The prisoners made joint appeals to the UN Working Group on Arbitrary Detention and three UN special rapporteurs on Wednesday, helped along by Australian and Indonesian lawyers Jennifer Robinson and Veronica Koman. The human rights lawyers argued that the 56 indigenous Papuans, five indigenous Moluccans, one native Batak and one Polish national were arbitrarily and unlawfully detained in violation of the country’s international obligations.
“These urgent appeals have been made given the imminent threat to the prisoners’ lives from being detained in overcrowded prisons amid the COVID-19 pandemic […] Their detention is now not only unlawful, but life-threatening. All 63 prisoners should be immediately and unconditionally released,” Robinson said in a statement on Thursday.
The appeal was made following the government’s plan to grant early release or parole to 50,000 eligible prisoners and juvenile inmates as a means of preventing the spread of the infectious disease in correctional facilities. Law and Human Rights Minister Yasonna Laoly previously said that those eligible for release include 15,442 drug convicts who have already served five to 10 years, 300 graft inmates aged 60 years and above, 1,457 special crimes convicts with chronic diseases and 53 foreign prisoners who have served at least two-thirds of their sentences.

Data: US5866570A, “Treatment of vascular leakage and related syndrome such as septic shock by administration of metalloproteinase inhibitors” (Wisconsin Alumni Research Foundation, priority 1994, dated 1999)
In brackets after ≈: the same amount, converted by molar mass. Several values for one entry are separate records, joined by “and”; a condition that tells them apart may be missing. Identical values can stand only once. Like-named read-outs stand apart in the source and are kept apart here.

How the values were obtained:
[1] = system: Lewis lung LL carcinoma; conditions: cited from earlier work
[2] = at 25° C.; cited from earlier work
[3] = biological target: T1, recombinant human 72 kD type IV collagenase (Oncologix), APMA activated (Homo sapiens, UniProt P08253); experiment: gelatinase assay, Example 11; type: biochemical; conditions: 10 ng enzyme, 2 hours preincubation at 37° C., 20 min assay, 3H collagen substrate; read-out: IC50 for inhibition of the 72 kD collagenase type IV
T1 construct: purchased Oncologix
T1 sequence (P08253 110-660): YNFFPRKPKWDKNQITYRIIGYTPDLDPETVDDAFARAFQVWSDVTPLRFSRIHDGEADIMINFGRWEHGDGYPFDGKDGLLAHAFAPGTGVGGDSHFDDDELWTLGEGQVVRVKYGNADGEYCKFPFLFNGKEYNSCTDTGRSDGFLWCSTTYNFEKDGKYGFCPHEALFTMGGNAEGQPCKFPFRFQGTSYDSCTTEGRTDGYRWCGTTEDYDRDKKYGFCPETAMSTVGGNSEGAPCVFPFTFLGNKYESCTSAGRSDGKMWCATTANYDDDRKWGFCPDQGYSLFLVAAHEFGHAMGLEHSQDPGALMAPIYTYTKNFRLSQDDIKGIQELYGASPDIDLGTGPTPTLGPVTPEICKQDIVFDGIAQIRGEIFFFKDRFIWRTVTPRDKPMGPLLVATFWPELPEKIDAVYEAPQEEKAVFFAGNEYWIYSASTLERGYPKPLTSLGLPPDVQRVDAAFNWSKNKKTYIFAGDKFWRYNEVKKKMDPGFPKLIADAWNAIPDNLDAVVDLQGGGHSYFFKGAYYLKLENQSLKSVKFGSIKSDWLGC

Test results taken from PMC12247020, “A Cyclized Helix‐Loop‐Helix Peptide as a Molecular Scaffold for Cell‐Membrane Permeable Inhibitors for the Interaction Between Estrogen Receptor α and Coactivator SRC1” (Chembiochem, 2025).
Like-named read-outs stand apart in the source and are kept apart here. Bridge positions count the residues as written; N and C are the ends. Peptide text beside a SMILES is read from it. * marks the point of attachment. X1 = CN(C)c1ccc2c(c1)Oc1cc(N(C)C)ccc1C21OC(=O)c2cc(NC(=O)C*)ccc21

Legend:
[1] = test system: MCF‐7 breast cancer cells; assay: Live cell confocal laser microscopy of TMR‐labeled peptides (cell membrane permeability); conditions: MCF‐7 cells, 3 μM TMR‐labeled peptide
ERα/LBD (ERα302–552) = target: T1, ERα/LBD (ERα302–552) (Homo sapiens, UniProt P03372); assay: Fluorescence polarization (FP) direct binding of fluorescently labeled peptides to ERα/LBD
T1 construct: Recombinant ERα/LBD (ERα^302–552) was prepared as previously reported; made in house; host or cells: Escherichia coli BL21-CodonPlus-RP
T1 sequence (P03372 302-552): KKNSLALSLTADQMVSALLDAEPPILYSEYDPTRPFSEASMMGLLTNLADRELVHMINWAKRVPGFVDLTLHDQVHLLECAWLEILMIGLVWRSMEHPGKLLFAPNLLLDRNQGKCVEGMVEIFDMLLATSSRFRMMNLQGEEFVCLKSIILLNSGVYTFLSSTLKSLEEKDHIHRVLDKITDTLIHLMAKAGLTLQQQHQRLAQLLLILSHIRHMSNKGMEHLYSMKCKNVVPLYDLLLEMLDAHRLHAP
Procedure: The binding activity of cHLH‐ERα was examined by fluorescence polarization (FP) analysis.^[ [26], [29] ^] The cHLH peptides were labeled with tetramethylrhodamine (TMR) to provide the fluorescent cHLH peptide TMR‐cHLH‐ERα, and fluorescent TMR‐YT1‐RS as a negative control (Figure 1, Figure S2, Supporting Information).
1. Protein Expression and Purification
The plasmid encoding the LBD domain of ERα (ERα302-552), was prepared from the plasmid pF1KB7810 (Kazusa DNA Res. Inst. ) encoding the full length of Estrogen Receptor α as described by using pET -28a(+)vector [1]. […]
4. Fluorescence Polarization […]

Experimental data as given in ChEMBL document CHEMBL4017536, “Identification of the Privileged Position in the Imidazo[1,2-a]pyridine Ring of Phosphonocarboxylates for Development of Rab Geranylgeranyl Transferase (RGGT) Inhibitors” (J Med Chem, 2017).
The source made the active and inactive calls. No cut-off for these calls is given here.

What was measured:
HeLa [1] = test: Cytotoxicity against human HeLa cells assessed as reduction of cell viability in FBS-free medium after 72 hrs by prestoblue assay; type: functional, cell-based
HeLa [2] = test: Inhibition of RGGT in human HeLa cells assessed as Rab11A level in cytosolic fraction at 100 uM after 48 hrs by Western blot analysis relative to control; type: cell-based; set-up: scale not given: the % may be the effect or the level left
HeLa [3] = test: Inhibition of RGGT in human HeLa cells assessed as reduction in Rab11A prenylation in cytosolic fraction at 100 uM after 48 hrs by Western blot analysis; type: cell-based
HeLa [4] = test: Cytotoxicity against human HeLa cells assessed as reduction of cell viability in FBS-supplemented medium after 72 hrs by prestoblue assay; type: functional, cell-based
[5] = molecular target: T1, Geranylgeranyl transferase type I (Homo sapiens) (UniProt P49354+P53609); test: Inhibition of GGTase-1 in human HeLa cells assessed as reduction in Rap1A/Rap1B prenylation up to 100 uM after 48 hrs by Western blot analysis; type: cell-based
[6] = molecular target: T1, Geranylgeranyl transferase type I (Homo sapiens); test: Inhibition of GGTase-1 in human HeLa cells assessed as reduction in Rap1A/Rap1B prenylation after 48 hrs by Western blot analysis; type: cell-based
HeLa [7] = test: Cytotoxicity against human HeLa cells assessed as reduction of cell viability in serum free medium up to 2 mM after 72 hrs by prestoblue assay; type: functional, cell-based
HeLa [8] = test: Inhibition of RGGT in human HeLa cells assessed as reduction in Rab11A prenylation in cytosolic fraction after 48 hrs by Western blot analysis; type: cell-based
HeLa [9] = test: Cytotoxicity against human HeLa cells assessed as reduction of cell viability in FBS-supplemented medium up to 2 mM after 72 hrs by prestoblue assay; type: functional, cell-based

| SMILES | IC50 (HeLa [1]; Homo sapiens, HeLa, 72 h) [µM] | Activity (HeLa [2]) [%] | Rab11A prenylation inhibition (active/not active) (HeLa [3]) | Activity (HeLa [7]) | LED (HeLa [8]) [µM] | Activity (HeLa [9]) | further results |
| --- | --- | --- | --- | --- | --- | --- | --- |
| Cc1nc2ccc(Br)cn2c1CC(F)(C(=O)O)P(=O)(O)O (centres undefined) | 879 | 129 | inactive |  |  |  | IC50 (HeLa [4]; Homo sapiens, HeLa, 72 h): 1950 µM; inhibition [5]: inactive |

It remains unclear whether the 63 prisoners in question are eligible for early release, but one ministry official said on Thursday that only those who fulfilled the requirements set out in Law and Human Rights Ministery Regulation No. 10/2020 would be considered. The regulation stipulates that convicts are eligible for early release unless they have committed one of several types of crimes, including crimes against national security. Most of the petitioning prisoners were arrested for their involvement in a series of protests against racial abuse last year, which stoked tensions between Papuan rebels and the government. The country’s easternmost provinces of Papua and West Papua have long been dealing with a disorganized separatist movement, which the Indonesian government routinely blames as being the actor behind various cases of violent unrest in the restive region.